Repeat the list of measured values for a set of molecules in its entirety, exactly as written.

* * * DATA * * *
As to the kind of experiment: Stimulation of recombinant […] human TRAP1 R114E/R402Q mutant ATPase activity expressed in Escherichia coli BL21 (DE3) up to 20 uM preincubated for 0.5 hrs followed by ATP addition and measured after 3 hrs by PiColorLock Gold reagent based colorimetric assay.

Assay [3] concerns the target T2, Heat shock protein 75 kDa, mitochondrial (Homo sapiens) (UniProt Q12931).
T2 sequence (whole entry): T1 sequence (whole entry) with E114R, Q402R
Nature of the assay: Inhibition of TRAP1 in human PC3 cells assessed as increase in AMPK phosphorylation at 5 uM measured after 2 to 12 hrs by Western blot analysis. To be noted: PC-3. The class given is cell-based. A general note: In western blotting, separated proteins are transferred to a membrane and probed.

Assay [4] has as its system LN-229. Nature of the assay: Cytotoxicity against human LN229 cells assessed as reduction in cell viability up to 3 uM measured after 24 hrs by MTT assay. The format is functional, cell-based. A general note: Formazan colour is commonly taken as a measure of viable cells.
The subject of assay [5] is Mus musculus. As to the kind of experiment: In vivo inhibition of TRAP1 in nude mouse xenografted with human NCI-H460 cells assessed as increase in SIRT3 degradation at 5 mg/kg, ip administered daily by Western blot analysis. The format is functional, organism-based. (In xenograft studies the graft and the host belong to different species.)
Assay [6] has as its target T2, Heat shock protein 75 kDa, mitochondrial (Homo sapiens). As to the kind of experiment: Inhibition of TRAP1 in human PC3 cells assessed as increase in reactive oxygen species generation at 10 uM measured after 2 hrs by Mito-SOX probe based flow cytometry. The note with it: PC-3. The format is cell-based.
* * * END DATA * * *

As to the kind of experiment: Stimulation of recombinant […] human TRAP1 R114E/R402Q mutant ATPase activity expressed in Escherichia coli BL21 (DE3) up to 20 uM preincubated for 0.5 hrs followed by ATP addition and measured after 3 hrs by PiColorLock Gold reagent based colorimetric assay.

Assay [3] concerns the target T2, Heat shock protein 75 kDa, mitochondrial (Homo sapiens) (UniProt Q12931).
T2 sequence (whole entry): T1 sequence (whole entry) with E114R, Q402R
Nature of the assay: Inhibition of TRAP1 in human PC3 cells assessed as increase in AMPK phosphorylation at 5 uM measured after 2 to 12 hrs by Western blot analysis. To be noted: PC-3. The class given is cell-based. A general note: In western blotting, separated proteins are transferred to a membrane and probed.

Assay [4] has as its system LN-229. Nature of the assay: Cytotoxicity against human LN229 cells assessed as reduction in cell viability up to 3 uM measured after 24 hrs by MTT assay. The format is functional, cell-based. A general note: Formazan colour is commonly taken as a measure of viable cells.
The subject of assay [5] is Mus musculus. As to the kind of experiment: In vivo inhibition of TRAP1 in nude mouse xenografted with human NCI-H460 cells assessed as increase in SIRT3 degradation at 5 mg/kg, ip administered daily by Western blot analysis. The format is functional, organism-based. (In xenograft studies the graft and the host belong to different species.)
Assay [6] has as its target T2, Heat shock protein 75 kDa, mitochondrial (Homo sapiens). As to the kind of experiment: Inhibition of TRAP1 in human PC3 cells assessed as increase in reactive oxygen species generation at 10 uM measured after 2 hrs by Mito-SOX probe based flow cytometry. The note with it: PC-3. The format is cell-based.